1. States Are Set for Abortion Fights, After midterms, efforts to impose new restrictions hit legal and political obstacles, By Laura Kusisto, The Wall Street Journal, December 8, 2022, Pg. A6 State legislatures across the country are preparing to convene for the first time since the U.S. Supreme Court ended federal constitutional protections for abortion, with Republicans facing questions about whether to adopt new restrictions after the party’s tepid performance in the midterm elections. More than 20 states were expected to ban many or most abortions following the Supreme Court’s decision this summer in Dobbs v. Jackson Women’s Health Organization. But in roughly half of those places, efforts to impose new restrictions have hit legal and political obstacles. Now, lawmakers are grappling with how to respond to an electoral season that saw voters signal resistance to sweeping prohibitions on abortion, including in some conservative-leaning states. Nationally, Republicans didn’t perform as well as expected in the midterms, and political analysts believe voter concern about abortion access was one reason why. Some GOP candidates lost to Democrats who made abortion a central issue in their campaigns. Abortion opponents also were on the losing end of five state ballot initiatives in the midterms, as well as a proposed ballot measure in August to eliminate protections for abortion from the Kansas constitution. Yet Republicans also strengthened their position in some states, including in North Carolina, Ohio and Florida, where abortion policy is being closely watched, buoyed in some circumstances by a socially conservative base that supports stronger abortion restrictions.  https://www.wsj.com/articles/state-battles-on-abortion-access-are-ahead-in-the-new-year-11670444095__________________________________________________________ 2. Bill protecting same-sex, interracial unions set for passage, By Mary Clare Jalonick, Associated Press, December 8, 2022, 12:21 AM The House is set to give final approval Thursday to legislation protecting same-sex marriages in federal law, a monumental step in a decades long battle for nationwide recognition of such unions that reflects a stunning turnaround in societal attitudes. A law requiring all states to recognize same-sex marriages would come as a relief for hundreds of thousands of couples who have married since the Supreme Court’s 2015 decision that legalized those marriages nationwide. The bipartisan legislation would also protect interracial unions by requiring states to recognize legal marriages regardless of “sex, race, ethnicity, or national origin.” President Joe Biden backs the bill and said he will “promptly and proudly” sign it into law.  https://www.washingtonpost.com/politics/bill-protecting-same-sex-interracial-unions-set-for-passage/2022/12/08/336488ee-76b8-11ed-a199-927b334b939f_story.html__________________________________________________________ 3. Abortions rise after 37 years of decline, Chemical methods lead turn, By Sean Salai, The Washington Times, December 8, 2022, Pg. A1 The number of U.S. abortions rose annually from 2017 to 2020, led by a spike in chemical abortions and reversing a 37-year decline, a study found. The report by the pro-choice Guttmacher Institute did not examine the reasons for the increase in abortions, but experts attributed it to the ease of using the abortion pill, less-restrictive state and federal laws, and government cuts in contraception funding. The number of abortions rose 8%, from 863,320 in 2017 to 930,160 in 2020, the study found. The abortion rate increased by 7% from 13.5 to 14.4 abortions for every 1,000 women ages 15-44 over that period, the group’s study found. The number and rate of abortions had declined every year since 1980, from 1.5 million procedures and a rate of 29.3 for every 1,000 women.  https://www.washingtontimes.com/news/2022/dec/6/study-finds-chemical-abortions-leading-2017-2020-i/__________________________________________________________ 4. Pakistan slams US for religious freedom violator listing, By Zarar Khan, Associated Press, December 8, 2022, 7:28 AM Pakistan on Thursday slammed the U.S. State Department’s listing last week of the South Asian country as one of “particular concern” regarding religious freedoms. Washington grouped Pakistan along with 11 other countries — including China, Russia, Iran, Saudi Arabia and North Korea — as being states that have “engaged in or tolerated particularly severe violations of religious freedom.” The announcement was made by U.S. Secretary of State Antony Blinken. Pakistan’s Foreign Ministry on Thursday described the qualification as “detached from realties on the ground.” A ministry spokesperson also expressed concern that India, which Islamabad maintains is “notorious for violation of religious freedoms of minorities” was not on the list.  In recent years, Islamic extremists have repeatedly attacked religious minorities in Pakistan, including Shiite Muslims and Christians. Members of the Ahmadi sect face heavy discrimination and are subject to restrictions stemming from a 1984 law that forbids them from “posing as Muslims.”  https://www.washingtonpost.com/world/pakistan-slams-us-for-religious-freedom-violator-listing/2022/12/08/cb02b820-76f3-11ed-a199-927b334b939f_story.html__________________________________________________________ 5. Jesuit priests demand transparency in Vatican’s artist case, By Nicole Winfield, Associated Press, December 7, 2022, 1:41 PM, Editorial One of the Vatican’s leading Jesuit advisers on preventing clergy sexual abuse called Wednesday for church authorities to shed more light on the case of a famous Jesuit artist who wasn’t sanctioned by the Holy See after he was accused of spiritually abusing women during confession.  Usually the Dicastery waives the statute of limitations for prosecuting abuse and confession-related church crimes since victims often take longer than the 20-year limit to process their trauma and report the abuse. There was no explanation why that didn’t occur this time, or whether Pope Francis, a fellow Jesuit who met with Rupnik in January, had any role in the decision not to sanction him.  https://www.washingtonpost.com/world/jesuit-priests-demand-transparency-in-vaticans-artist-case/2022/12/07/c83915e8-765e-11ed-a199-927b334b939f_story.html__________________________________________________________ 6. UK Supreme Court rules in favor of banning prayer, protests at abortion clinics, By Kevin J. Jones, Catholic News Agency, December 7, 2022, 5:00 PM A Northern Ireland law to ban pro-life advocacy near abortion providers, including advocacy of abortion alternatives, is “justifiable” and compatible with the rights of people who want to express their opposition to abortion, the U.K. Supreme Court unanimously ruled Wednesday. The law prohibits “direct” and “indirect” pro-life “influence,” broadly defined, within 100 meters (about 328 feet) of an abortion provider. The designated areas have been called “censorship zones” by critics of the law, who include the legal group ADF UK. “We are of course disappointed to see today’s ruling from the Supreme Court, which fails to protect the basic freedoms to pray or to offer help to women who may want to know about practical support available to avoid abortion,” Jeremiah Igunnubole, legal counsel for ADF UK, said Dec. 7.  https://www.catholicnewsagency.com/news/253016/uk-supreme-court-rules-in-favor-of-banning-prayer-protests-at-abortion-clinics__________________________________________________________ 7. U.S. bishops back bill to protect pregnant workers as some warn it’s paid abortion leave, By Katie Yoder, Catholic News Agency, December 7, 2022, 4:00 PM The U.S. Catholic bishops are confirming their support for the Pregnancy Workers Fairness Act (PWFA) amid concerns that the proposed legislation could require employees to pay for abortion expenses. The U.S. Senate is currently considering a bipartisan bill that promises protections for pregnant employees. The bill passed the U.S. House of Representatives in May.  The legislation states that it aims to “eliminate discrimination and promote women’s health and economic security by ensuring reasonable workplace accommodations for workers whose ability to perform the functions of a job are limited by pregnancy, childbirth, or a related medical condition.” The bill would require employers with 15 or more employees to make “reasonable accommodations to the known limitations” related to “pregnancy, childbirth, or related medical conditions” — unless the employer can demonstrate that it would impose an undue hardship. In a comment to CNA, the United States Conference of Catholic Bishops (USCCB) confirmed its support.   Some groups, such as CatholicVote, have warned that the bill — as it stands — could be used to force employers to pay for abortion-related expenses. They add that the bill does not provide adequate protections for religious organizations.   https://www.catholicnewsagency.com/news/253014/pregnant-workers-bill-tk__________________________________________________________ 8. Pope’s cardinal advisers discuss Church’s efforts to prevent abuse, By Courtney Mares, Catholic News Agency, December 7, 2022, 7:25 AM At Pope Francis’ meeting with his cardinal advisers this week, Cardinal Sean O’Malley reported on the work of the Pontifical Commission for the Protection of Minors, now within the Roman Curia. The Holy See press office said on Dec. 7 that the pope met with his council of advisers for a two-day meeting at the current papal residence, the Casa Santa Marta. The members of the Council of Cardinals discussed the continental phase of the Synod on Synodality and the work of the most recent United Nations Climate Change Conference before listening to O’Malley’s briefing on the protection of minors.  Earlier this year, Pope Francis made changes to the Pontifical Commission for the Protection of Minors in his attempt to reform the Roman Curia with the new apostolic constitution Praedicate evangelium.  https://www.catholicnewsagency.com/news/253006/pope-s-cardinal-advisers-discuss-church-s-efforts-to-prevent-abuse__________________________________________________________ 9. What is the Council of Cardinals for, anymore?, The pope’s Council of Cardinal’s isn’t what it used to be. But with an ageing membership and anemic agenda, what is it for?, By Ed. Condon, The Pillar, December 7, 2022, Opinion When the pope created the Council of Cardinal Advisors nearly a decade ago, its primary purpose was to advise Francis on the reform of the global governance of the Church, and to produce a new constitution for the Roman curia. That document, Praedicate evangelium, was issued earlier this year. With the council’s defining work accomplished, it has been depicted as something for a kitchen cabinet for the pope. But the group’s ongoing agenda seems not to include most of the actually important issues facing the Church at a global level. And with several of the cardinal members approaching the age of 80 — and several dealing with scandals of one kind or another — the question now would seem to be: what, if anything, is the council for, anymore? The answer may come when, and if, Francis chooses to refresh its lineup. In fact, a reset would probably reveal as much about how the pope sees his own future as it does about the future of his cardinal advisory body.  https://www.pillarcatholic.com/what-is-the-council-of-cardinals-for-anymore/__________________________________________________________ 10. German bishops assess global support for synodal way’s aims, A study co-funded by the bishops’ conference has found wide differences of opinion about the synodal way’s goals among Catholics worldwide, By Luke Coppen, The Pillar, December 7, 2022, 11:14 AM, Opinion The German bishops’ conference unveiled the initial results Wednesday of a study measuring global support for the goals of the country’s controversial “synodal way.” The study, co-funded by the bishops’ conference, is gauging the attitude of Catholics around the world toward the four main themes of the German initiative: power, the priesthood, women in the Church, and sexuality. The 599 participants from 67 countries, surveyed online in April, were either current or former beneficiaries of scholarships in Germany, but researchers concluded that this did “not mean that they automatically adopted the German perspective, as shown by the significant differences …  in responses, especially by region.” Almost two-thirds of respondents — more than 90% of whom were Catholic — strongly agreed with the statement that “shared participation of lay and clergy in the mission of the Church helps in proclaiming the message.” But only 44% strongly supported the abolition of mandatory priestly celibacy and 42% firmly backed the admission of women to the diaconate and priesthood. Less than 38% strongly agreed that “the Catholic Church should reassess its stance on homosexuality.”  https://www.pillarcatholic.com/german-bishops-assess-global-support-for-synodal-ways-aims/__________________________________________________________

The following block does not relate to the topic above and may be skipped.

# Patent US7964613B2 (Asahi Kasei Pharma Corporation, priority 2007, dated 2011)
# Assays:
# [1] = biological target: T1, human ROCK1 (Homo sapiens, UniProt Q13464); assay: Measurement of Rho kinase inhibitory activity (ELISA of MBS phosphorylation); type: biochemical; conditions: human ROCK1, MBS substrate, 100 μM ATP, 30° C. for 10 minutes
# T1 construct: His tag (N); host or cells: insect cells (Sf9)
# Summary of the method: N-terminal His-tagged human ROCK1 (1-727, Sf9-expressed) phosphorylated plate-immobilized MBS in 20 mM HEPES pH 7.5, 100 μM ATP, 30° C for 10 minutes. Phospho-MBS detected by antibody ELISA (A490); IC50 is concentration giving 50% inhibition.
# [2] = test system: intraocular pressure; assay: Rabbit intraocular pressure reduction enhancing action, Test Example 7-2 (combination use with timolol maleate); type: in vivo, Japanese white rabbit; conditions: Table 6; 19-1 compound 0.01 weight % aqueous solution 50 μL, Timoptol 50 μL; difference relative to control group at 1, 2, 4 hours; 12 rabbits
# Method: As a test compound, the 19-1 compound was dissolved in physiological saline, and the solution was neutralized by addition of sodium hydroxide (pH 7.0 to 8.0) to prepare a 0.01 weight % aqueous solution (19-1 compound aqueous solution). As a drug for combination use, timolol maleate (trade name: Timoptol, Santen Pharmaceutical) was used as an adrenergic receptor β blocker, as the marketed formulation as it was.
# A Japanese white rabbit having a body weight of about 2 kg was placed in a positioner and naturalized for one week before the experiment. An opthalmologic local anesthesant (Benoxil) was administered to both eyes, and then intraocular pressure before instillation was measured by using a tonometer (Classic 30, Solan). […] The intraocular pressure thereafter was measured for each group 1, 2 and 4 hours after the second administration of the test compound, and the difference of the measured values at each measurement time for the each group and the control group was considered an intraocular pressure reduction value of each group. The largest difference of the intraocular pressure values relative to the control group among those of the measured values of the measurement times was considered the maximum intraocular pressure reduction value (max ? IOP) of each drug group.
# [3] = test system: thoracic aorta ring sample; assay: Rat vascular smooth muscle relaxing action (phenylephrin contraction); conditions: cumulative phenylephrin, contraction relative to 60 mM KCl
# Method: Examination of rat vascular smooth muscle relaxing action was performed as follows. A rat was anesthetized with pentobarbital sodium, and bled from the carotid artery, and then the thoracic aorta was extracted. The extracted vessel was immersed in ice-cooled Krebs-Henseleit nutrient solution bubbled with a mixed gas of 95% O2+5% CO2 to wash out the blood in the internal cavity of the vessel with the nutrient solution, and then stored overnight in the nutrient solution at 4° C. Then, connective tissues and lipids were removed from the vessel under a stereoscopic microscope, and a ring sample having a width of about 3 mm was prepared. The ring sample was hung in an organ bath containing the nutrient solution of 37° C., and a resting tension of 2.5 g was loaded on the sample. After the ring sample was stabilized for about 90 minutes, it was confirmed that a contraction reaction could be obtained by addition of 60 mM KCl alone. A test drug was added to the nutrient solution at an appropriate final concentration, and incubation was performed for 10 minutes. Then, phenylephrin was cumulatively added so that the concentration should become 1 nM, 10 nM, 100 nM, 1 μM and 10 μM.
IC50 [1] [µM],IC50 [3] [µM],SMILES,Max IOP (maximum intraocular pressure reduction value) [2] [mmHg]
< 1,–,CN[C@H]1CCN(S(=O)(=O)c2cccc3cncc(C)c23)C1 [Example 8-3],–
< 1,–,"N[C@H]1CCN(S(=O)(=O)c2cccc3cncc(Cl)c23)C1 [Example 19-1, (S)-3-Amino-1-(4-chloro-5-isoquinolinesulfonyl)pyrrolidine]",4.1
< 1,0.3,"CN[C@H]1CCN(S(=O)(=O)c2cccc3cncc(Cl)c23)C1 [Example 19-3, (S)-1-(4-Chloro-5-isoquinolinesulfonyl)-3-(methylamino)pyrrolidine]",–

TCA Media Monitoring provides a snapshot from national newspapers and major Catholic press outlets of coverage regarding significant Catholic Church news and current issues with which the Catholic Church is traditionally or prominently engaged. The opinions and views expressed in the articles do not necessarily reflect the views of The Catholic Association.